This April, at the annual meeting for the American Society for Biochemistry and Molecular Biology (ASBMB) in Chicago, University seniors Jennifer Cascino, Kaileen Fei, Julianne Riggs, Rachel Savage, and Stacy Uchendu were inducted into the ASBMB Honor Society.

“The ASBMB Honor Society (ΧΩΛ) recognizes exceptional undergraduate juniors and seniors pursuing degrees in the molecular life sciences at colleges or universities with ASBMB Student Chapters,” the society’s website reads. “Students are recognized for their scholarly achievement, research accomplishments, and outreach activities.”

In order to be nominated for the honor society, students must maintain a minimum GPA of 3.4, conduct extensive research, and receive several recommendations from professors or advisors. Riggs and Cascino were eligible for induction, in part, due to their work in Professor of Molecular Biology and Biochemistry Scott Holmes.

“We [studied] organization of DNA in the yeast genome, specifically the role of proteins known as histones in gene expression and genomic stability,” Riggs explained in an email to The Argus. “I stayed the summers of 2015 and 2016, which were super fun and productive times. I got the ASBMB Undergraduate Research award the spring of my junior year and that helped fund me to attend the Genetics Society of America conference in Orlando in the summer of 2016 and the ASBMB Experimental Biology meeting this April in Chicago.”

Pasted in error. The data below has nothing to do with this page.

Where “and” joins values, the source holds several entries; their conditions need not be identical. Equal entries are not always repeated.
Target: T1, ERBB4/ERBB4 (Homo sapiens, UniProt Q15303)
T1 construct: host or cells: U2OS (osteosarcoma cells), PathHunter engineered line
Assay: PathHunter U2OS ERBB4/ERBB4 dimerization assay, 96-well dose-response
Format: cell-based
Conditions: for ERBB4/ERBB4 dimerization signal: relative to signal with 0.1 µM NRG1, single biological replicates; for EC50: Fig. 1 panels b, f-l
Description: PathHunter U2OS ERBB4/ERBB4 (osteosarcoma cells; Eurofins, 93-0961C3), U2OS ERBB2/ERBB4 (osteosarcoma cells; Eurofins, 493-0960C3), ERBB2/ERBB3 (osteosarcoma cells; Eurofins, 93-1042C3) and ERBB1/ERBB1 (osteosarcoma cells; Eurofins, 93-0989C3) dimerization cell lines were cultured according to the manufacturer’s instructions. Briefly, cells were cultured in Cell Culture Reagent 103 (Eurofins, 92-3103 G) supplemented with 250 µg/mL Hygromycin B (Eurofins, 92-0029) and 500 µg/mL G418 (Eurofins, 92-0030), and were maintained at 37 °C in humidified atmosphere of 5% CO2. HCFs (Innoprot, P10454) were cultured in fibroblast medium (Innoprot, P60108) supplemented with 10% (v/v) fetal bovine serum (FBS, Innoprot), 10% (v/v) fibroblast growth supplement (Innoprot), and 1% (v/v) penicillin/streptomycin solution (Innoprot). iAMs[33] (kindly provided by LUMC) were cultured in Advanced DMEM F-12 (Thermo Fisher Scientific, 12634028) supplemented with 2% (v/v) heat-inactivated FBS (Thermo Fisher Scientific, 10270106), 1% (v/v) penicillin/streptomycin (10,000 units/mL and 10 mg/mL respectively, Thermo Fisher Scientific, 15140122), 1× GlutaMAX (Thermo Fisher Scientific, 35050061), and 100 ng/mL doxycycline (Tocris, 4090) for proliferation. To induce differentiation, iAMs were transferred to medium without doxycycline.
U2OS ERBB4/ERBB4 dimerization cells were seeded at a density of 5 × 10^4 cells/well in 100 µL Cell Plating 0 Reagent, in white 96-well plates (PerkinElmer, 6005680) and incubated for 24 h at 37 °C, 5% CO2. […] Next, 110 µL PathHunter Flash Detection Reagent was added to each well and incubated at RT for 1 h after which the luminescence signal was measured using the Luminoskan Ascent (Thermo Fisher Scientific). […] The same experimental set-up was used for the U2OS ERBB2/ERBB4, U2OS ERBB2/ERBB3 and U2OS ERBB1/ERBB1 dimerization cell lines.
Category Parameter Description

Along with working in Professor Holmes’ lab, Cascino spent a summer at the National Cancer Institute researching the genetics of viral control of host physiology in E. coli. Despite her various interesting experiences, Cascino says she most enjoyed the time she has spent working with younger students.

“I was a course assistant for Intro Biology Lab and had a class of 14 students that I got to teach and lead through what was most of their first laboratory experiences,” Cascino said. “This year I have also been participating in Wesleyan Science Outreach, which is a club that coordinates volunteers to give science demonstrations at local elementary schools. I absolutely love working with the kids and seeing those moments when they start to think critically about the world around them and to get curious about exploring its limits.”

Her work has opened the door to future career opportunities as well; after graduation, she is headed to Spain on a Fulbright Grant that will allow her to work at the Centro Nacional de Investigaciones Oncológicas (CNIO), or National Cancer Research Center.

Both students said that it was an honor to be inducted. This year, membership was only extended to 41 students.

Along with the honor society inductees, two other students from the University, juniors Christine Little and Cody Hecht, were honored, receiving research grants of $1,000 each. These awards will help their fund summer research.

For more information about the inductees, visit

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